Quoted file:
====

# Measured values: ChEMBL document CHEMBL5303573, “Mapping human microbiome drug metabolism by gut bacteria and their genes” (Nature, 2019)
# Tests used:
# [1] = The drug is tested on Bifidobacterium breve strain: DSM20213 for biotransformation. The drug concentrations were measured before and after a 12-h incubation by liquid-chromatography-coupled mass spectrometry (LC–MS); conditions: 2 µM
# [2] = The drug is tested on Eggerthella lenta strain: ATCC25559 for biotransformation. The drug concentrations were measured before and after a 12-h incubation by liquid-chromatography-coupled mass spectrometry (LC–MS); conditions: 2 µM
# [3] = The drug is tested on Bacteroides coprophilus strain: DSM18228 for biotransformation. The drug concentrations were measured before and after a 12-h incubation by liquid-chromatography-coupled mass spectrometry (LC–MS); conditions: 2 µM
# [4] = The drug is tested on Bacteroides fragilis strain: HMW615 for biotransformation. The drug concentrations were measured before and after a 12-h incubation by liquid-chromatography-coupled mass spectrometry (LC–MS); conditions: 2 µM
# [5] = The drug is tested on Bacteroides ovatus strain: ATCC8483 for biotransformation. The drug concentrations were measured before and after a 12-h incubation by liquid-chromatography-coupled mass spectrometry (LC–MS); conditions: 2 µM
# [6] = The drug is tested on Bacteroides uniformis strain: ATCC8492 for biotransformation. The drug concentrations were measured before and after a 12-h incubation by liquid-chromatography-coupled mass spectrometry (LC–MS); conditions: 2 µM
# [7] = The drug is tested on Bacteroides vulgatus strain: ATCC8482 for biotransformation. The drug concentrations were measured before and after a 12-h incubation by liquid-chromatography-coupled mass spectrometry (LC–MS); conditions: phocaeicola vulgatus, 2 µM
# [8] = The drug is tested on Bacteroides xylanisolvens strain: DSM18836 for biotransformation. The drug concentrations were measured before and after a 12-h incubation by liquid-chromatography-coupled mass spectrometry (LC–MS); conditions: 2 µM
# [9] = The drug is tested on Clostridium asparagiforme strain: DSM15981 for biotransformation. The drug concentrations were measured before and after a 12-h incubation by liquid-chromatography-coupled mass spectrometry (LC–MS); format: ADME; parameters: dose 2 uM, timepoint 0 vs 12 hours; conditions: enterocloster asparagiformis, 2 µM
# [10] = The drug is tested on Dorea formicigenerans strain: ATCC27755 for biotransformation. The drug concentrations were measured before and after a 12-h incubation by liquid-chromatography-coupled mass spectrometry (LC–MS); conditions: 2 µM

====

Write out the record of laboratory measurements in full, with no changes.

# Measured values: ChEMBL document CHEMBL5303573, “Mapping human microbiome drug metabolism by gut bacteria and their genes” (Nature, 2019)
# Tests used:
# [1] = The drug is tested on Bifidobacterium breve strain: DSM20213 for biotransformation. The drug concentrations were measured before and after a 12-h incubation by liquid-chromatography-coupled mass spectrometry (LC–MS); conditions: 2 µM
# [2] = The drug is tested on Eggerthella lenta strain: ATCC25559 for biotransformation. The drug concentrations were measured before and after a 12-h incubation by liquid-chromatography-coupled mass spectrometry (LC–MS); conditions: 2 µM
# [3] = The drug is tested on Bacteroides coprophilus strain: DSM18228 for biotransformation. The drug concentrations were measured before and after a 12-h incubation by liquid-chromatography-coupled mass spectrometry (LC–MS); conditions: 2 µM
# [4] = The drug is tested on Bacteroides fragilis strain: HMW615 for biotransformation. The drug concentrations were measured before and after a 12-h incubation by liquid-chromatography-coupled mass spectrometry (LC–MS); conditions: 2 µM
# [5] = The drug is tested on Bacteroides ovatus strain: ATCC8483 for biotransformation. The drug concentrations were measured before and after a 12-h incubation by liquid-chromatography-coupled mass spectrometry (LC–MS); conditions: 2 µM
# [6] = The drug is tested on Bacteroides uniformis strain: ATCC8492 for biotransformation. The drug concentrations were measured before and after a 12-h incubation by liquid-chromatography-coupled mass spectrometry (LC–MS); conditions: 2 µM
# [7] = The drug is tested on Bacteroides vulgatus strain: ATCC8482 for biotransformation. The drug concentrations were measured before and after a 12-h incubation by liquid-chromatography-coupled mass spectrometry (LC–MS); conditions: phocaeicola vulgatus, 2 µM
# [8] = The drug is tested on Bacteroides xylanisolvens strain: DSM18836 for biotransformation. The drug concentrations were measured before and after a 12-h incubation by liquid-chromatography-coupled mass spectrometry (LC–MS); conditions: 2 µM
# [9] = The drug is tested on Clostridium asparagiforme strain: DSM15981 for biotransformation. The drug concentrations were measured before and after a 12-h incubation by liquid-chromatography-coupled mass spectrometry (LC–MS); format: ADME; parameters: dose 2 uM, timepoint 0 vs 12 hours; conditions: enterocloster asparagiformis, 2 µM
# [10] = The drug is tested on Dorea formicigenerans strain: ATCC27755 for biotransformation. The drug concentrations were measured before and after a 12-h incubation by liquid-chromatography-coupled mass spectrometry (LC–MS); conditions: 2 µM